Thomas, modern apprentice mechanical engineer, NHS Grampian
Hey, I'm Thomas. I’m a modern apprentice mechanical engineer, working for NHS Grampian. I’ve been in the role for about 4 years now.
How did you first hear about the apprenticeship?
I heard about the apprenticeship with the NHS through my mum, who was looking online. Both of us were looking for apprenticeships at the same time. She came to me with the application and said: ‘Fill it in!’
Why did you decide to do this particular apprenticeship?
I chose to do the NHS apprenticeship over the others I was looking at because it seemed the most interesting. It was the only one that no one I knew had done. I had friends who had done apprenticeships as mechanics in other places, but no one had worked for the NHS, so I thought I should see what it’s about.
How has this apprenticeship helped you? How will it benefit your future career goals?
This apprenticeship has really helped me a lot, especially with communication. I have to speak with colleagues in areas all over the NHS. I also need to talk to patients, so you really need to be able to communicate with a diverse range of people.
I now have the knowledge and ability to fix things, like being able to fix a radiator, which I never thought I'd ever be able to do. Now I can go home and fix the radiator or fix my water pressure there too. That’s so handy!
Describe a typical day
A typical day for me starts with the team getting together and discussing the jobs we all have for the day. Depending on what level of apprentice you are, you might be out on a job with a skilled technician or tradesman, so that you can learn. If you’re in year 4 like I am, you might be out on jobs on your own.
We have iPads that are used to distribute our jobs around the team. All the jobs are listed in terms of priority. I’ll look on my iPad and view the top priority job and head off to do that. Throughout the day you refer to that list and work your way through it. Usually there’s plenty of work going!
What are the most important skills for you to do your job well?
Probably communication because you’re constantly going around a big site all day talking to people. Before you even go to a new job, you’ll be on the phone asking the person who requested help to tell you about it, so that you know exactly what to bring. Good communication saves you from having to bring all your heavy tools to every job.
Obviously, your actual engineering knowledge is really important too. Knowing about how to fix boilers and different equipment is useful. That’ll definitely help me in my future career.
The NHS has really helped me develop and become a much more confident person as well, so I speak to everyone now.
How do you organise your time between work and study?
I organise my time between work and study quite easily and I’m supported to do that.
When you first start as an apprentice, you'll go to college full-time for a year to get all your basic studies done. Then you come back to work for a year.
In my second year, I completed Level 3 in mechanical engineering, but I managed to balance work and study quite easily. You develop a lot more knowledge on the job and you don't have much study.
Once you’re in your third year of the apprenticeship, you start your HNC in mechanical engineering, which is the equivalent to the first year of university. For me, that meant I went to college for one day per week. I kept up my work for the Level 3 qualification too. Aside from that, you might have one evening a week where you need to do some extra study.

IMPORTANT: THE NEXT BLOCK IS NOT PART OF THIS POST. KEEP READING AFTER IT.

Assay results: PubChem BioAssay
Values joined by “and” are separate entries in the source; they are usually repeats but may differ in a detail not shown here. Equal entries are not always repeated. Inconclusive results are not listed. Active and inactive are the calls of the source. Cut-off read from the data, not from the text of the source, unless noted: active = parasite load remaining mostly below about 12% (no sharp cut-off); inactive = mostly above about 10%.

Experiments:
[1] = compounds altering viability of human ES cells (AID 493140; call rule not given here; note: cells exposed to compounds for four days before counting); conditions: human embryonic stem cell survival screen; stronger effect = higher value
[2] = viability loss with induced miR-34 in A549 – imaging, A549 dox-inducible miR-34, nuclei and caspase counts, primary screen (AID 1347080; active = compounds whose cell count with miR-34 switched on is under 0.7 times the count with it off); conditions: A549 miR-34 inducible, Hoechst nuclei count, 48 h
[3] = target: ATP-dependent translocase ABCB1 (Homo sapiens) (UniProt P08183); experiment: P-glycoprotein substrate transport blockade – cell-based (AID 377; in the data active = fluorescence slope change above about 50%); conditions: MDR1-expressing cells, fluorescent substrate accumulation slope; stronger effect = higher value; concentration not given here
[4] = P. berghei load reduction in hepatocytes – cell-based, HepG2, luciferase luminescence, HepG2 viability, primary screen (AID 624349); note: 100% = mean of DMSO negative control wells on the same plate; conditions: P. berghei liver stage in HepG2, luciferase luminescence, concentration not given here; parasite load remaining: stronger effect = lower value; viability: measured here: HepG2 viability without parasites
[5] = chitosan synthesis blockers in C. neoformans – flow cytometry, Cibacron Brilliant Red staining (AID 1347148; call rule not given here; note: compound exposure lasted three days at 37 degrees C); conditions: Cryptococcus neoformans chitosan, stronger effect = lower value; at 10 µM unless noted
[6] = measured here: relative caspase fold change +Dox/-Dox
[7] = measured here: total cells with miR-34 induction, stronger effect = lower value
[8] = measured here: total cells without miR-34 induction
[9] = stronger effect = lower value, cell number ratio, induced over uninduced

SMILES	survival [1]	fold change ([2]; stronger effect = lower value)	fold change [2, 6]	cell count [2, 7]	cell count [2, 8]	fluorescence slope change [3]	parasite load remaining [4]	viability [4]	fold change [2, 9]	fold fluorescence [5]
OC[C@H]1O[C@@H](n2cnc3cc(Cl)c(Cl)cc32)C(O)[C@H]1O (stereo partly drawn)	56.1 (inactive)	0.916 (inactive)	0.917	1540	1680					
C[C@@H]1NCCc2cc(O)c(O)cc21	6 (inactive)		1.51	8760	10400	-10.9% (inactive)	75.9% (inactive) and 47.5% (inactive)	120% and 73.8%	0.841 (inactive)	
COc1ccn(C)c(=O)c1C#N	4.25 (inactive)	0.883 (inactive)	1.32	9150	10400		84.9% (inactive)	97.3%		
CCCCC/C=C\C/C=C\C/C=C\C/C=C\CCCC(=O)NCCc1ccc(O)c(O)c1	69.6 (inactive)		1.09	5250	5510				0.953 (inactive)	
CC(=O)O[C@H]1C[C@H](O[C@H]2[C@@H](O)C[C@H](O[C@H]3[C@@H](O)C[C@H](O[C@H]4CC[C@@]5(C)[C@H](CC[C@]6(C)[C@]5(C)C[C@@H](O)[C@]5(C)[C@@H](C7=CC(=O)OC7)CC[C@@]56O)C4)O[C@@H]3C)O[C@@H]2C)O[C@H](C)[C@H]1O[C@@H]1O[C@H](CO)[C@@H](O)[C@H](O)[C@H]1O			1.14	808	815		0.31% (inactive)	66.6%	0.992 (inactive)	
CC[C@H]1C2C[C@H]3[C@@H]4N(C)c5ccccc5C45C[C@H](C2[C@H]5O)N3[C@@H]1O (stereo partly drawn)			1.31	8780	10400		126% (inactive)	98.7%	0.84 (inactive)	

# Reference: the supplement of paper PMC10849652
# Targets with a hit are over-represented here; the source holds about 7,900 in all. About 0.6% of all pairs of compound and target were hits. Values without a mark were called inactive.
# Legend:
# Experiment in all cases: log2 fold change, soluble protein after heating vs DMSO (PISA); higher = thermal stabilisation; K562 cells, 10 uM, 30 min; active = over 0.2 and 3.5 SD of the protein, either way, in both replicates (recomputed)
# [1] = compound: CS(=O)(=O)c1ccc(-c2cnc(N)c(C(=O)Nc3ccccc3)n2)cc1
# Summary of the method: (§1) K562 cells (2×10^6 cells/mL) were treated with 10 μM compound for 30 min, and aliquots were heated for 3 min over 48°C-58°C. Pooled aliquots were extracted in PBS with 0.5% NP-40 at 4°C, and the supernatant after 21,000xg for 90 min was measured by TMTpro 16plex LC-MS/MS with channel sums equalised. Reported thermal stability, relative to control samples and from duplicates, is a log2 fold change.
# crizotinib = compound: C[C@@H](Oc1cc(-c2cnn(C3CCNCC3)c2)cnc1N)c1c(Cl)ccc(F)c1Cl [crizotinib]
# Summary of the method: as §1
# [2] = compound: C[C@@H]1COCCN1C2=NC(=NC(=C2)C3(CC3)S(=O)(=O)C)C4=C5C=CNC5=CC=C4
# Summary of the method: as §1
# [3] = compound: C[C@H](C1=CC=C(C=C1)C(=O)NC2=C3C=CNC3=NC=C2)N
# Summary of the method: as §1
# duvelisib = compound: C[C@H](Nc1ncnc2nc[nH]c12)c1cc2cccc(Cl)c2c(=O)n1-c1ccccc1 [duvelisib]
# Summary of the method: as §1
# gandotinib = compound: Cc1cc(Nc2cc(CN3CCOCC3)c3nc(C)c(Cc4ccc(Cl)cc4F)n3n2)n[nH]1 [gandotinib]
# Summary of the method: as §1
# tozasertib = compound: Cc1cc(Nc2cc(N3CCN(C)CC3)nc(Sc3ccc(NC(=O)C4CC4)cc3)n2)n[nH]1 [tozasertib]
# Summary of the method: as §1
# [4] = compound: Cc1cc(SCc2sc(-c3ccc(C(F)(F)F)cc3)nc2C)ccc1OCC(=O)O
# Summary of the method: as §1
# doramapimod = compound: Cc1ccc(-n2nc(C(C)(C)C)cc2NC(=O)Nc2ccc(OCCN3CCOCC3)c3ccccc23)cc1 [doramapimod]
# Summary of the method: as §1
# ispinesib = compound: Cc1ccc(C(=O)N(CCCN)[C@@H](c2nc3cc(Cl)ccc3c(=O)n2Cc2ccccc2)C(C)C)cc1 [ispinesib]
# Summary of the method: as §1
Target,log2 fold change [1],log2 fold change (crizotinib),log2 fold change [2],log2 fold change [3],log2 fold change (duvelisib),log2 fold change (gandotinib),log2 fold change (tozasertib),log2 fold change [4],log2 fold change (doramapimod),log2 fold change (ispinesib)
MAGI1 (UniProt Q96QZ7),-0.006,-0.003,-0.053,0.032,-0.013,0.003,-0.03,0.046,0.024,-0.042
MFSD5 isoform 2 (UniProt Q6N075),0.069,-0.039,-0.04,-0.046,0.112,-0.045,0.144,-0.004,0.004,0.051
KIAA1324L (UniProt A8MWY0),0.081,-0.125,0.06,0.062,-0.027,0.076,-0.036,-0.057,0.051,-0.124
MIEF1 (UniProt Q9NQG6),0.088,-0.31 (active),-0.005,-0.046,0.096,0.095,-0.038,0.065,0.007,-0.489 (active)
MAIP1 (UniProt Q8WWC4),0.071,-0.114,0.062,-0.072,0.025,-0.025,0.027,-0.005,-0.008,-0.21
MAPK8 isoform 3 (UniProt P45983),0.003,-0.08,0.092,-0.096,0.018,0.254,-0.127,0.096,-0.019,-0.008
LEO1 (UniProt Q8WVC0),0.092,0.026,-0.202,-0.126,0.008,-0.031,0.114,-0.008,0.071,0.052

It doesn’t take as long as you’d think when you first see all the work you have to do.
Is there anything you wish you knew about the apprenticeship before you started it?
I think the only thing I wish I knew before I started the NHS was how much walking I’d have to do! Besides all the walking, I love that it’s a different day every day.
What do you like most about your role?
I would say the fact that it’s rewarding. I’m working in the hospital, so if I fix something, I know I’ve helped people by fixing it. If I’m able to solve a problem with heating in a hospital ward, I know I’m helping patients feel better. It’s such a rewarding part of the job. I’ve never had that kind of experience before.
What parts of your job do you find the most challenging?
The part of the job I find most challenging is usually when I need to do something I’ve never done before. There might be things that colleagues have seen before that I’ve never worked on.
A lot of the repairs or maintenance we have to do are on things that are quite old. Trying to read through information and drawings for the equipment and adapting that to your modern-day knowledge can be quite challenging. That’s actually one of the fun parts too though, since there’s a lot of problem solving involved.
What advice would you give to others thinking about applying for an apprenticeship with the NHS?
One piece of advice for anyone looking to apply to the NHS is don’t hold back or worry. Apply for the NHS, work hard and you’ll get the same qualifications as you do with any other engineering apprenticeship.
I would say do it because it’s worth it.
What are your future career plans?
If I think about it in 5-year blocks. In the next 5 years I’d like to be a shift engineer in the NHS. Shift engineers usually work 3 or 4 shifts a week, morning or night, which is why they get that name. That would be the next step up for me here.
On the other hand, if I was lucky enough, I’d love to get into a supervisor or manager role in the next 5 years. Basically, I want to progress my career. I think it would be great to stay here and build up my knowledge.